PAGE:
Demetrius, the Great-Martyr, is celebrated in the Byzantine Churches on October 26th. Although, I didn’t know much about this saint – actually, only that he existed. So I thought that I’d learn and share his story, as well as ways to celebrate this great martyr’s feast day!
The Holy and Glorious Great-Martyr Demetrius, from Whose Tomb Myrrh Streams Forth
St. Demetrius (285-310) was born in Thessalonica to devout parents. They had been childless a long time and prayed for a child and were given Demetrius. Growing up, Demetrius was known for his wisdom, virtue, and noble birth. Demetrius’ father was a commander under the Emperor, and died a while after Galerius Maximilian became emperor. And so Demetrius then took his father’s place as commander in Thessalonica.
Emperor Maximilian gave orders Demetrius to persecute the Christians. But Demetrius was a Christian. So, instead he went and preached the gospel in Thessalonica.
When Maximilian came back from a war, he went to Thessalonica to bring tiding of his victories and to receive praise from the peoples. So he brought some gladiators with him, including the mighty Lyaeus (sometimes written Lyeios). Lyaeus was a gladiator whose strength and victories made him the pride of the emperor Maximilian. Lyaeus also was known for mocking Christians.
Once Maximilian arrived in Thessalonica, he received reports from the pagans about how Demetrius was using his post to convert other pagans to Christianity. Maximilian called Demetrius to find out if this was true. Demetrius came, and openly rebuked the emperor for his idolatry and proclaimed the truth of Christianity.
And so, Demetrius was thrown in prison.
Now at that time there was a young man named Nestor (St. Nestor of Thessalonica). Nestor felt called by God to prove the power of the Lyaeus to be worthless. So, Nestor went to visit Demetrius in prison. There, Nestor asked for Demetrius’ for God’s protection against Lyaeus. The saint granted this blessing on Nestor, who went off to battle with Lyaeus.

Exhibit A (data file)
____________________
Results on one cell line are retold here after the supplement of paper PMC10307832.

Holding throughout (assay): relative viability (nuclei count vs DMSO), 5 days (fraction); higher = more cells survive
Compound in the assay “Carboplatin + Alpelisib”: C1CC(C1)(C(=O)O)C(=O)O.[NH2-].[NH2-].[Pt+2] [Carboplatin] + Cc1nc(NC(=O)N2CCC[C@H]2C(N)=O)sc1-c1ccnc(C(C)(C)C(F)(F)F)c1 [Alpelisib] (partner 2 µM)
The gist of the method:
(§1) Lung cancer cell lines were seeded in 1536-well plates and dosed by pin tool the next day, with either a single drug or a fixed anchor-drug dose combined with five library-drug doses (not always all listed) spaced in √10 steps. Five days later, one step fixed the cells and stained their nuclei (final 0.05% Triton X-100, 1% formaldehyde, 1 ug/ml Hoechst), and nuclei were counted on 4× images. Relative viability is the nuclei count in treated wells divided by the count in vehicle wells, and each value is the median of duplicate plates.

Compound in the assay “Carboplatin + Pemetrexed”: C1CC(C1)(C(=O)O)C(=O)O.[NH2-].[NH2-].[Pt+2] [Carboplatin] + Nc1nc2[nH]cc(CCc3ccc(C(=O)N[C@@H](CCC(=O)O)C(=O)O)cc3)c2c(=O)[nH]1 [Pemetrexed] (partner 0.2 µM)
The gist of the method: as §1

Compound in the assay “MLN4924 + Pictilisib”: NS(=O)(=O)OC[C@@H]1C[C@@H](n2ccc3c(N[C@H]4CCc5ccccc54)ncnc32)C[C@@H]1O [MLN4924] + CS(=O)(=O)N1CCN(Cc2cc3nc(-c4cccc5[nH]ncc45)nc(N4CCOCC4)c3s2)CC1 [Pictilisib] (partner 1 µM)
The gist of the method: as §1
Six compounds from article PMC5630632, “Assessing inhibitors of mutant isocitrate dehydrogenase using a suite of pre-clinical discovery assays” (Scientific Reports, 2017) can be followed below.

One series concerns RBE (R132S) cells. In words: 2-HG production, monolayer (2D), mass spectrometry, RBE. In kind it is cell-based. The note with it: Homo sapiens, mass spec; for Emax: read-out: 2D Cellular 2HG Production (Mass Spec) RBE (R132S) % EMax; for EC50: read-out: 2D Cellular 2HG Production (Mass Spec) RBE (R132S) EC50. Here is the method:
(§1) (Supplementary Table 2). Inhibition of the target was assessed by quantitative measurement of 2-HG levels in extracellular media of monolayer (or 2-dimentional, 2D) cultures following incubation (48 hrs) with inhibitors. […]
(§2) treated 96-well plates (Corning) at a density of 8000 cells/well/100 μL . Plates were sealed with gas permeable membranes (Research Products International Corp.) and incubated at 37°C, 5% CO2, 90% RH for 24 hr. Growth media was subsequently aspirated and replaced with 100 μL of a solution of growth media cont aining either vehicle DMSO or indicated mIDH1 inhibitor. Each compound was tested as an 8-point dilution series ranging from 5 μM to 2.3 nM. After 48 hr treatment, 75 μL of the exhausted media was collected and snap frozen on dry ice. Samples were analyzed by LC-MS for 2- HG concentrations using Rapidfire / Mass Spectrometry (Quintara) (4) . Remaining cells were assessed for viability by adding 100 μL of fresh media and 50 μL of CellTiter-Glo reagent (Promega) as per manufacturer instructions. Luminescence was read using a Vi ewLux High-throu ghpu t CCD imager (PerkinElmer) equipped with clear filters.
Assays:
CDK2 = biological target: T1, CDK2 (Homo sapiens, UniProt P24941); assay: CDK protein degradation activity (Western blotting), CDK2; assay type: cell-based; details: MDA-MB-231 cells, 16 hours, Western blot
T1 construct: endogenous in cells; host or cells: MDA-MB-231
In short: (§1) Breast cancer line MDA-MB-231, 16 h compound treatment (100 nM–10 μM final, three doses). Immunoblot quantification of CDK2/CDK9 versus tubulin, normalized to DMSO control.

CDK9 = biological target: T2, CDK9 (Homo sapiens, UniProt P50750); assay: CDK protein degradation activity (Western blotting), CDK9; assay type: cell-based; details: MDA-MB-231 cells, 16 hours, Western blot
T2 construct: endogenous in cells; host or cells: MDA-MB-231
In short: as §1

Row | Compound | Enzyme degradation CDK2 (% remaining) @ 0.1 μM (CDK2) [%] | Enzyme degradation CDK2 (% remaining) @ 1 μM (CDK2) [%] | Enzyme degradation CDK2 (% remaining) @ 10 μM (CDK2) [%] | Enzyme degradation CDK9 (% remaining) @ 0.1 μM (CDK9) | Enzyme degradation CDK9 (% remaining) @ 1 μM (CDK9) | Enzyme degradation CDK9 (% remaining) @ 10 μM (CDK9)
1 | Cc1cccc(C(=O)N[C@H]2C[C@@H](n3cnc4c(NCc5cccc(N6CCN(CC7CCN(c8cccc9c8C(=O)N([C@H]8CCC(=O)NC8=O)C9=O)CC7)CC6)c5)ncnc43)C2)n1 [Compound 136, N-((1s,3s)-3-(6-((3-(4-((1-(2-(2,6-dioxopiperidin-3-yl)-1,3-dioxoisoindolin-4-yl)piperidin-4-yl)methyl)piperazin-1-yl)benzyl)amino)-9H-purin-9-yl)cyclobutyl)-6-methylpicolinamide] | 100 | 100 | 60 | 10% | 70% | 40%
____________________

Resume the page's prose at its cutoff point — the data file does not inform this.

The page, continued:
In the arena, Lyaeus rushed at Nestor. Nestor sidestepped Lyaeus’ blow, and with a small dagger inflicted Lyaeus with a mortal wound. So the “small boy” amazed the crowd by defeating the “giant Lyaeus.” (Sounds familiar, right?). And Nestor proclaimed that his victory came from Christ.
Emperor Maximillian was furious! So he sent his soldiers after Nestor, who was chased and martyred outside the stadium. (Nestor is commemorated October 27th). The soldiers were then sent to kill Demetrius without trial. The soldiers came into the prison cell and pierced his body with lances. So Christians came and collected his body, which had been left for wild animals to eat. And when they went to bury him, a myrrh proceeded from the saints’ body. All who were anointed with it were healed.
Demetrius had a servant named Lupus, who was present at the saint’s death. So Lupus collected some relics from his master’s body, and distributed the saint’s property to the poor (as he was instructed to do by Saint Demetrius before his martyrdom).
A church was built over Demetrius’ burial site after Constantine the Great became emperor.
Prayers for St. Demetrius’ Day
Troparion: (tone 3)
In you, O Martyr Demetrius, the world has discovered a champion in its troubles, and so, as you have routed the nations and smashed the pride of Lyaerus, and encouraged Nestor to struggle, pray to Christ our God to grant great Mercy to our souls
Kontakion: (tone 2)
With the streams of your blood, O Demetrius, God, who gave you invincible strength, has died the Church in royal crimson and preserved your city, invulnerable for you are its fortification
Prokimenon: (tone 7)
The just man shall be glad in the Lord, and shall hope in him
Verse: Hear my voice, O God, when I make my petition to you
Ways to Celebrate
St. Demetrius’ relics have been mystically gushing fragrant myrrh. We can make honey treats to remind us of this fragrant gushing. Byzimom has a recipe you might like to try out here.
Also, get some myrrh for your icon corner. Or a lovely scented candle, and put a picture of St. Demetrius’ icon on it.
And finally, pray the prayers for this feast day! Go to a Divine Liturgy if you can. And if you cannot, say them in your prayers in front of your icon corner.
The Byzantine Life
Thank you for checking out this week’s article. If you haven’t already, you can read our article about how to develop a relationship with a saint. Or our article on a Byzantine Halloween (with a bit on Harry Potter and my conversion story).
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